Finally, with WMS 202, we ventured where no Sorgatron had gone before. I worked on some of the stock video units. I colored things for the show’s red and black color scheme. We scheduled Johnny Gargano, a great upcoming star from Cleveland, OH who just showed up on a DragonGate USA PPV that very weekend, who was adept at webcams and Skype, so we set him up as our very first remote video interview. Now, I was stuck with my one Firewire, so I have my iSight on me, and a camera with no one in the studio. In lieu of finding some sort of video input adapter for my laptop, I simply pointed the camera at the skype video monitor in the studio. Like a charm. I’ve thrown another Skype install on another computer to split the load of the calls coming in, and I didn’t even have to do the interview alone, as Mad Mike joined me from New York City. Things were lined up so that the Skype caller set right in to a two-up view for one on one conversations. I’ve played with other graphics setups to throw up images, we attempted a music video, and live motion for in between segments.
Basically, I’ve had to switch my typical “live to tape” 2+ hour show, and segment it. We save out the video during the music breaks. Make our Skype and other quick setups for each segment, and have to edit the whole thing together, and output the audio, at the end of the night. The first few weeks, it was trying to work in the switching work on top of the show management I had already shouldered from the show’s typical duties. Chat, sound board, Skype calls, video output, Talkshoe output, redundant Audacity audio recordings, and maybe more. So the first show or two, I may have forgotten a record button or two, so video viewers may have had a longer video loop.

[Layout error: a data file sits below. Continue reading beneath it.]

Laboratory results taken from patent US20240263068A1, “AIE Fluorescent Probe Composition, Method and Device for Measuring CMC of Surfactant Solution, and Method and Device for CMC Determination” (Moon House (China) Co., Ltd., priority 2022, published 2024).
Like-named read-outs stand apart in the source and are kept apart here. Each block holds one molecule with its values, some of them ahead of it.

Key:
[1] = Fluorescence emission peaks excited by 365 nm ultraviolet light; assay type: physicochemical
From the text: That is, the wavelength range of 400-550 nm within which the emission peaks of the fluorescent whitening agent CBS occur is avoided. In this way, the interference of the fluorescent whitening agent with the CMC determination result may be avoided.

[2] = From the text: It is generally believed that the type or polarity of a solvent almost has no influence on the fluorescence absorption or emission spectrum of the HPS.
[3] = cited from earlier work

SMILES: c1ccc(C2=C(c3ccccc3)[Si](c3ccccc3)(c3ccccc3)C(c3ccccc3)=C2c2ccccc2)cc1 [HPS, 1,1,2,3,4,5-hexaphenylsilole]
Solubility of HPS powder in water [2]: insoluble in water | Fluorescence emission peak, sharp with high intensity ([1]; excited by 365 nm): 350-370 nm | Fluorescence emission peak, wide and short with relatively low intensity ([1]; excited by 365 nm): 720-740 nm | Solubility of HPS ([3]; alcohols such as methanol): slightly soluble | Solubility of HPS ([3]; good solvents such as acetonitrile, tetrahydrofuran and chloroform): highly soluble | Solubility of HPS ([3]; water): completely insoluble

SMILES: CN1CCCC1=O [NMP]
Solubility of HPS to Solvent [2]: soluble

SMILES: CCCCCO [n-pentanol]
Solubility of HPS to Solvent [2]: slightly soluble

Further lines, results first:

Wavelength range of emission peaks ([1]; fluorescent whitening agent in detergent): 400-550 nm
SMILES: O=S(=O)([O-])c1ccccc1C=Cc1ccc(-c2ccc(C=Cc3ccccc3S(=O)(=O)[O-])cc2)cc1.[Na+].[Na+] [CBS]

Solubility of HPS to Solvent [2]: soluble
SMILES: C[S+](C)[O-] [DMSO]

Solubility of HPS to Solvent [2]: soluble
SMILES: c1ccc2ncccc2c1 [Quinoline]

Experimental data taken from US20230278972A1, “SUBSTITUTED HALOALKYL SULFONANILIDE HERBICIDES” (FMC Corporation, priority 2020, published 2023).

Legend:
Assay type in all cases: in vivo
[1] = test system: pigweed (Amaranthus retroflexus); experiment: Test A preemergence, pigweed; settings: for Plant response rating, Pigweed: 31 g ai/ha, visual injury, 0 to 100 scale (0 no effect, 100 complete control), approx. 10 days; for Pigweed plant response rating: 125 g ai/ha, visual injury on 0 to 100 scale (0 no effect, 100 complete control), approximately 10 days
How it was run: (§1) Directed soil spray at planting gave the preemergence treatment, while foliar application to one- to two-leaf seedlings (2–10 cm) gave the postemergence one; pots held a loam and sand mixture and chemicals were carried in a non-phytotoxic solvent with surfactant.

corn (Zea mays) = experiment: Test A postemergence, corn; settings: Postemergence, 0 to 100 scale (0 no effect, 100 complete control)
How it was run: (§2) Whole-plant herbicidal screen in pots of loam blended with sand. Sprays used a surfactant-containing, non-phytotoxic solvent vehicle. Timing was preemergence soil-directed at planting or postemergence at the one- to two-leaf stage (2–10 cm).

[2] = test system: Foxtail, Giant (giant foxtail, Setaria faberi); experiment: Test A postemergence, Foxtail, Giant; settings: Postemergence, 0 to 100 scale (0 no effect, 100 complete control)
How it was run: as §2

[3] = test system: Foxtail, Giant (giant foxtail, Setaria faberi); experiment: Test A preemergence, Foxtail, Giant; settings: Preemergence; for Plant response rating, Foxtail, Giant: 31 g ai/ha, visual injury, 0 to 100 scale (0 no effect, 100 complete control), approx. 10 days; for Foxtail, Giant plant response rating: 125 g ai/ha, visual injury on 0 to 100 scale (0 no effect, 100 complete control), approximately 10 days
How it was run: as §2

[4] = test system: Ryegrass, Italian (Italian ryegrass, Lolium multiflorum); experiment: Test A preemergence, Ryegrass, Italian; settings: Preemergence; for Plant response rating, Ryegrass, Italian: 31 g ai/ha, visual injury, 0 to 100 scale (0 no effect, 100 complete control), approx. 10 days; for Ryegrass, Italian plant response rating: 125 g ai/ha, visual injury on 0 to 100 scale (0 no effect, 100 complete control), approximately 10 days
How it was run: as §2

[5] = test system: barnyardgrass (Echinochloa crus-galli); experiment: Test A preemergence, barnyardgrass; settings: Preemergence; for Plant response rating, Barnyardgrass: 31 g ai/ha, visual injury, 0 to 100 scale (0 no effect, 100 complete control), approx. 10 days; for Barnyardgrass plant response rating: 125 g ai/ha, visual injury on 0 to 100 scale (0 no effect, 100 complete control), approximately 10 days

Now, I’m four WMS and two Ashley After Hours episodes in, and things are getting smoother. The biggest killer, and something I’m still working on, is just what to do with all of this. Each 2 hour WMS seems to weigh in at 40-50 GB, half that for any of the Ashley After Hours shows, of course. I’m halfway through a 500 GB external drive. It’s time for a backup scheme! And the editing. Whatever format I have this at, it seems to be 640×480 instead of Final Cut’s native NTSC format. Add to that, that little trick where I could send audio to Soundtrack to edit, and retain the line doesn’t work. I’m presuming I typically don’t do this with as long of files as I’ve had (20-50 mins per segment). After some very late Tuesday nights, I’ve narrowed it down, figured out the change speed rate for the audio to match up, and getting quicker weekly.
Four weeks in, I know have a video podcast that is available on Blip, YouTube, Roku, Boxee, and bringing in an additional 80, and climbing, viewers to the hundreds already listening, or in chat. We also have the second show, just started, that has already almost reached similar numbers. Multiple times greater than the audio version, which I consider a bit of an anomaly.